Martin Naughton and his team travelled to America to travel the path of Martin Luther King Jr. in a bid to raise awareness of peoples rights here in Ireland. It has been 50 years since the famous Selma to Montgomery march, led by Martin Luther King and 25 years since the Americans with Disabilities Act (ADA) was passed.
2015 marks the anniversaries of two seminal events in civil rights and disability history which have shaped the way we all live today.
This year has focused world attention on the 50th anniversary of the historic Selma to Montgomery march, led by Martin Luther King, which united the civil rights movement in America by securing, at last, voting rights for the country’s African-American citizens. It also celebrates 25 years since the passing of the influential Americans with Disabilities Act (ADA), ultimately brought about when disability activists took action in an event known as the Capitol Crawl to demand recognition of their equal rights.
For us here in Áiseanna Tacaíochta (ÁT), we wanted to not only pay respect to the courage and sacrifices of the people who inspired the progression of the rights that we hold dear and continue to fight for today, but to learn from them and to strengthen the bonds which loop between the rights movements here in Ireland and in the United States (US).
So, in late March, we left for American shores in our ‘Two Hearts Beat as One’ endeavour. Although we were a small team – made up of our co-founder and Director, Martin Naughton, and his team of Personal Assistants (PAs), our Project Development Coordinator, Niall O’Baoill, and myself – we had big ambitions. In a month-long, symbolic journey designed to connect with the key leaders and locations associated with these remarkable moments in time, we set out to honour the initiative and resilience of those who stood up – and continue to stand up – for full equality and human rights.
Arriving in New York, we travelled down to Washington DC and on to Atlanta, Georgia, a landmark city in civil rights history. There, we visited the Martin Luther King Center, met with disability activist and ADA campaigner Mark Johnson, and engaged with the National Center for Civil and Human Rights.
Moving on to Selma, Alabama, we commemorated the pivotal march to Montgomery by undertaking the full, 50-mile length of the walk ourselves over four days; with plenty of visits from disbelieving State Troopers and double-takes from locals who marvelled at the sight of our unusual group walking along the edge of a highway in thirty degree heat, it was quite the experience! Arriving at the State Capitol building on April 4th, the anniversary of Martin Luther King’s death, marked a powerful moment for us all.
The next week brought us on, then, to Washington DC, where we met with the influential disability activist – and current Special Advisor on International Disability Rights to the US Government – Judith Heumann, and delivered a presentation on Independent Living and the impact of the ADA in Europe to the State Department. Making a stop in Philadelphia to meet with the Irish-American Congressman Brendan Boyle, we wound our way back to New York to gather with some truly innovative disability campaigners, before heading to our final destination of Boston, where we met with the Mayor, Marty Walsh.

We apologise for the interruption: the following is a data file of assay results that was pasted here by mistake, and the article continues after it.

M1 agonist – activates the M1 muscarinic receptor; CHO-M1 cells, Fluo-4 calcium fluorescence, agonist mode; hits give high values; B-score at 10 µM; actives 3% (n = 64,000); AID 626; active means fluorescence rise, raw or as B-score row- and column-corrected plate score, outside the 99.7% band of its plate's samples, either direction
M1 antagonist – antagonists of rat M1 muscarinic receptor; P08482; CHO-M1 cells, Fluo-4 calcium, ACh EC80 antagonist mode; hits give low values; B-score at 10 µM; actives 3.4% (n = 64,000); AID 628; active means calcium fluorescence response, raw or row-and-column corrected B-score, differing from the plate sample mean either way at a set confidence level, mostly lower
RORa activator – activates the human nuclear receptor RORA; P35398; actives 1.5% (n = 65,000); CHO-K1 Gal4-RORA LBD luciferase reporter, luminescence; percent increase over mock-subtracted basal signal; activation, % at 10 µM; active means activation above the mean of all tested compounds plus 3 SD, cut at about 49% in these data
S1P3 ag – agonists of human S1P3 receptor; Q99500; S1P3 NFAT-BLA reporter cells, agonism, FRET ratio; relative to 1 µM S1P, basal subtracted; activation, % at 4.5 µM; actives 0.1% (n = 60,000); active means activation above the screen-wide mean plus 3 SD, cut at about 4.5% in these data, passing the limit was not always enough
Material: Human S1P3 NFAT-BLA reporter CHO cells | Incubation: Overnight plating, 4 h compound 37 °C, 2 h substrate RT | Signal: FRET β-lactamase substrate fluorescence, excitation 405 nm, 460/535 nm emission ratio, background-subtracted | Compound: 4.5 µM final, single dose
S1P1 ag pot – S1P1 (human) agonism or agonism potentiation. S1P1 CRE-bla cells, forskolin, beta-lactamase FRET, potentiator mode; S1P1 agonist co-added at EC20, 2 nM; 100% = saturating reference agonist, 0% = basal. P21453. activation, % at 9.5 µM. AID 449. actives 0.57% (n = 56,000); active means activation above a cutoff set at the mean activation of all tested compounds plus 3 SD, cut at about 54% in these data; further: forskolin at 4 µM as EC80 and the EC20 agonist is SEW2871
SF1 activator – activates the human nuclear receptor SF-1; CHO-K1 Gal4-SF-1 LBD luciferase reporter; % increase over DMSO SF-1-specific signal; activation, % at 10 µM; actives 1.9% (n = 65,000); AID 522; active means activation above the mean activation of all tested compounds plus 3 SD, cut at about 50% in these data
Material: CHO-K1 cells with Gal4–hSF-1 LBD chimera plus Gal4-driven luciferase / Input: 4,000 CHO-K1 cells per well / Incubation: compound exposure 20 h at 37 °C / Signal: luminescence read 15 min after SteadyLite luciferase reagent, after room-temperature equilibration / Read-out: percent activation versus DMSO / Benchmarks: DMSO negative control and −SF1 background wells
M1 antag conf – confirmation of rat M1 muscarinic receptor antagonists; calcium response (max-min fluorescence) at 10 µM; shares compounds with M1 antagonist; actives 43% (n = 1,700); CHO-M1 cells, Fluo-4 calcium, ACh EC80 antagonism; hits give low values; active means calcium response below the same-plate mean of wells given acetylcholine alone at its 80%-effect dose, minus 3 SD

So, why this journey at that time? Well, America holds a special importance for us, as it was there that our co-founder Martin, who had lived in institutions for people with disabilities up to that point, first experienced Independent Living while on a visit in the 1980s. He brought the concept back here to Ireland, establishing the first Center for Independent Living (CIL) in the country in 1992, and continued on to eventually set up ÁT, the first organisation in Ireland to give complete control of individual budgets to people with disabilities and their families. In their own ways, these marked vital milestones for the disability community in Ireland, ones which were guided and motivated by our Stateside peers; it was for this that we recognised the crucial opportunity to cement the relationships we have with them in this commemorative year.
But, more than that, we wanted to raise awareness and support for a new, emerging movement for people with disabilities here in Ireland. We shared our message and everything we encountered across social media as we travelled, calling on society to come together again and support a renewed cry for equal rights for disability communities everywhere as our journey went on.
That, in turn, led to us echoing and commending the values and experiences we came across in America in our A Declaration of Independence: The First Assembly event in Athlone in June. Having looked to and met with those who generated their moments in time in America, we created our own, bringing hundreds of people with all types of disabilities and their communities together for the first time.
At the end of the day, it’s up to us to shape our own future. Some of us may come from different backgrounds, live with different disabilities or come across different hurdles in our lives, but, at the core, we are all the same: we are all people whose rights are not being either recognised or realised, and we are the ones who, together, can turn that around.
Those values grounded our journey to America, and will ground everything we do and seek to achieve each day. Communities, when they come together, can spark a flame of change that genuinely brightens the future for us all. By honouring those communities which did just that, we hope our journey throws light on their achievements, and ignites a united and rejuvenated determination to make equality, inclusion and independence the reality for every person with a disability in Ireland.